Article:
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Motor Unit Recruitment In Human Genioglossus Muscle In Response To Hypercapnia.

C. Nicholas, B. Bei, C. Worsnop, A. Malhotra, A. Jordan, J. P. Saboisky, J. K. M. Chan, Ella Duckworth, D. White, J. Trinder
Published 2010 · Medicine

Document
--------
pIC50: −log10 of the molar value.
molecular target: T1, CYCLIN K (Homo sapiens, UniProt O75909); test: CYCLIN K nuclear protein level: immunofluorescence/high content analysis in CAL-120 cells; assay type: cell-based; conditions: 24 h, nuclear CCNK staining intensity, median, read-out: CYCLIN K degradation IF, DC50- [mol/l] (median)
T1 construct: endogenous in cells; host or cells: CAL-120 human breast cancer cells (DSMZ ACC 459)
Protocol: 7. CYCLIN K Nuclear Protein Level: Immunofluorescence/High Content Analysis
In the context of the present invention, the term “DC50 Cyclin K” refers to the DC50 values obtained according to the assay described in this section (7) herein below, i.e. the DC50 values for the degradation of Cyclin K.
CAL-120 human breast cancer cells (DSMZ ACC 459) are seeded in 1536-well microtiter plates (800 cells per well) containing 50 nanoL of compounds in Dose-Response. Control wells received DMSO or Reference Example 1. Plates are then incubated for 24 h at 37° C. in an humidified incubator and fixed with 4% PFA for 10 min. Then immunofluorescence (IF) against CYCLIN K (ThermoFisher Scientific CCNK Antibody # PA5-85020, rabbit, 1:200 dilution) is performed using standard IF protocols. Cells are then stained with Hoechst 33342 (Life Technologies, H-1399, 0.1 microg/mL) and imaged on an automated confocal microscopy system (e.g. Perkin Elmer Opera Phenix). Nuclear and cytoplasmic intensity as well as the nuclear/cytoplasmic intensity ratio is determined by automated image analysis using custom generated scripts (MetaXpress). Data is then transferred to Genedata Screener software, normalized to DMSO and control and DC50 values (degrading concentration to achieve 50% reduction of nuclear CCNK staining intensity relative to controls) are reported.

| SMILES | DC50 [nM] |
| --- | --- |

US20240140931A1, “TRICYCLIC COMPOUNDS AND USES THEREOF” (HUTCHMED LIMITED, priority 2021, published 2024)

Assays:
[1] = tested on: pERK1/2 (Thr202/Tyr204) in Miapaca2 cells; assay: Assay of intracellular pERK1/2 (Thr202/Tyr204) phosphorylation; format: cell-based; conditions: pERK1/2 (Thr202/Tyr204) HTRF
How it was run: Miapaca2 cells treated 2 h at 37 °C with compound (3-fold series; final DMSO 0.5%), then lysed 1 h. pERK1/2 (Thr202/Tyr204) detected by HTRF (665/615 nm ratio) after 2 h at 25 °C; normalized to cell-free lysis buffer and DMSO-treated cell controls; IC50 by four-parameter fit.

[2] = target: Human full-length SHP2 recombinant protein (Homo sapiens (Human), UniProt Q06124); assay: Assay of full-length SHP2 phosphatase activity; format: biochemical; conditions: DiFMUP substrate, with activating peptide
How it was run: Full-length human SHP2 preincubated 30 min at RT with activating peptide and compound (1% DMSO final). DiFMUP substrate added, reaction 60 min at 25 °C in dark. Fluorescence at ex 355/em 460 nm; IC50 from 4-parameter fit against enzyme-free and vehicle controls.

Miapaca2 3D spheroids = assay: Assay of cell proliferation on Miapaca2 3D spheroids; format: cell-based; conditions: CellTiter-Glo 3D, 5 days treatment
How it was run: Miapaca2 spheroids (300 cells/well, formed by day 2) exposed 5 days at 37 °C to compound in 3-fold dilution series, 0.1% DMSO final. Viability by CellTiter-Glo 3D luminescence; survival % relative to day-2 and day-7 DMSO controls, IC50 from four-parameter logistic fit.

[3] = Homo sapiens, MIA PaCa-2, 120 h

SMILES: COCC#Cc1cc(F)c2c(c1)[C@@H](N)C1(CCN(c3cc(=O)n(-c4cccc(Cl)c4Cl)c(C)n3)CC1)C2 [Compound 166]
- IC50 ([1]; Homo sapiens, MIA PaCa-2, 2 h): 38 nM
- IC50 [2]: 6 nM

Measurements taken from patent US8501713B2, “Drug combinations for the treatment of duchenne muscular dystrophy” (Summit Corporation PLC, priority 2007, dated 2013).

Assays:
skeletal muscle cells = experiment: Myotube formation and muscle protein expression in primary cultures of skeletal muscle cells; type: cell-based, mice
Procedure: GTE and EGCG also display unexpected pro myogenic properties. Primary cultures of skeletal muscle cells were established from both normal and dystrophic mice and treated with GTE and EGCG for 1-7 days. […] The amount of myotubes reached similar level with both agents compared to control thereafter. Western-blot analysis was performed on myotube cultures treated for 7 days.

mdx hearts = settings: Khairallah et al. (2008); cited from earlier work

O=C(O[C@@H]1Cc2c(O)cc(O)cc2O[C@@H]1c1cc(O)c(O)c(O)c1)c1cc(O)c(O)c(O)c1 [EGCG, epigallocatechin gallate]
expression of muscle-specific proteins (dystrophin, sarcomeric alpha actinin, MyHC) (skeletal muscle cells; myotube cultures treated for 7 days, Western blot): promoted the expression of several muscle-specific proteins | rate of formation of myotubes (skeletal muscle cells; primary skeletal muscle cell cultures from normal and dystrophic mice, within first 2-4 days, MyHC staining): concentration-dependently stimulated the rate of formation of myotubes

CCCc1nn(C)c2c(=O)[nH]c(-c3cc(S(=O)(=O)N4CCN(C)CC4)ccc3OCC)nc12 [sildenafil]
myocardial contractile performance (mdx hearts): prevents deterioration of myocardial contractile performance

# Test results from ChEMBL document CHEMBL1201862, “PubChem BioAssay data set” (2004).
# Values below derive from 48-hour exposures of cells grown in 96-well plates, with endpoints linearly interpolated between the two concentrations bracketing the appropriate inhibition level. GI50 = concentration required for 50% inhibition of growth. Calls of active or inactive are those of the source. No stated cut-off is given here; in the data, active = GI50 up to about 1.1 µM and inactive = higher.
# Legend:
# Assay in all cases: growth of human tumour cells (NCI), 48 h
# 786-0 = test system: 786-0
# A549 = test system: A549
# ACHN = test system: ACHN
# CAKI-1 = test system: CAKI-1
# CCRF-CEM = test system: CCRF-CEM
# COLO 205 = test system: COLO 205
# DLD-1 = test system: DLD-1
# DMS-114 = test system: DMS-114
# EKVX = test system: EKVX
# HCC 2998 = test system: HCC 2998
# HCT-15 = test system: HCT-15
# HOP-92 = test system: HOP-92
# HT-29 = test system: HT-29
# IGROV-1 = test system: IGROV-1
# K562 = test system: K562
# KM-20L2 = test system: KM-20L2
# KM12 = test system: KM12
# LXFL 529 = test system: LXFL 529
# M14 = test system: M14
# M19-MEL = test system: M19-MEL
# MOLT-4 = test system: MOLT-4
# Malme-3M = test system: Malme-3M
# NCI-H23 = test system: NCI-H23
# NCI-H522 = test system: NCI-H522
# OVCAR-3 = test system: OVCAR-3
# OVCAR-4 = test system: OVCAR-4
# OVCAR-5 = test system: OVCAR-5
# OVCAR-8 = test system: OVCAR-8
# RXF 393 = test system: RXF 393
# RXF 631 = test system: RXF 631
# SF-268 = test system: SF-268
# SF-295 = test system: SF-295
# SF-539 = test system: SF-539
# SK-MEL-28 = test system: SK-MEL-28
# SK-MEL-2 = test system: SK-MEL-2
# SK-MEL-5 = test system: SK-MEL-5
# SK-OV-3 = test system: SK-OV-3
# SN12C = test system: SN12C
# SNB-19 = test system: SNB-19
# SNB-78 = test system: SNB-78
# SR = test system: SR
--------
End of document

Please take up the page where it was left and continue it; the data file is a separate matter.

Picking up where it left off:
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STUDY OBJECTIVES single motor unit recordings of the genioglossus (GG) muscle indicate that GG motor units have a variety of discharge patterns, including units that have higher discharge rates during inspiration (inspiratory phasic and inspiratory tonic), or expiration (expiratory phasic and expiratory tonic), or do not modify their rate with respiration (tonic). Previous studies have shown that an increase in GG muscle activity is a consequence of increased activity in inspiratory units. However, there are differences between studies as to whether this increase is primarily due to recruitment of new motor units (motor unit recruitment) or to increased discharge rate of already active units (rate coding). Sleep-wake state studies in humans have suggested the former, while hypercapnia experiments in rats have suggested the latter. In this study, we investigated the effect of hypercapnia on GG motor unit activity in humans during wakefulness. SETTING sleep research laboratory. PARTICIPANTS sixteen healthy men. MEASUREMENTS AND RESULTS each participant was administered at least 6 trials with P(et)CO(2) being elevated 8.4 (SD = 1.96) mm Hg over 2 min following a 30-s baseline. Subjects were instrumented for GG EMG and respiratory measurements with 4 fine wire electrodes inserted subcutaneously into the muscle. One hundred forty-one motor units were identified during the baseline: 47% were inspiratory modulated, 29% expiratory modulated, and 24% showed no respiratory related modulation. Sixty-two new units were recruited during hypercapnia. The distribution of recruited units was significantly different from the baseline distribution, with 84% being inspiratory modulated (P < 0.001). Neither units active during baseline, nor new units recruited during hypercapnia, increased their discharge rate as P(et)CO(2) increased (P > 0.05 for all comparisons). CONCLUSIONS increased GG muscle activity in humans occurs because of recruitment of previously inactive inspiratory modulated units.
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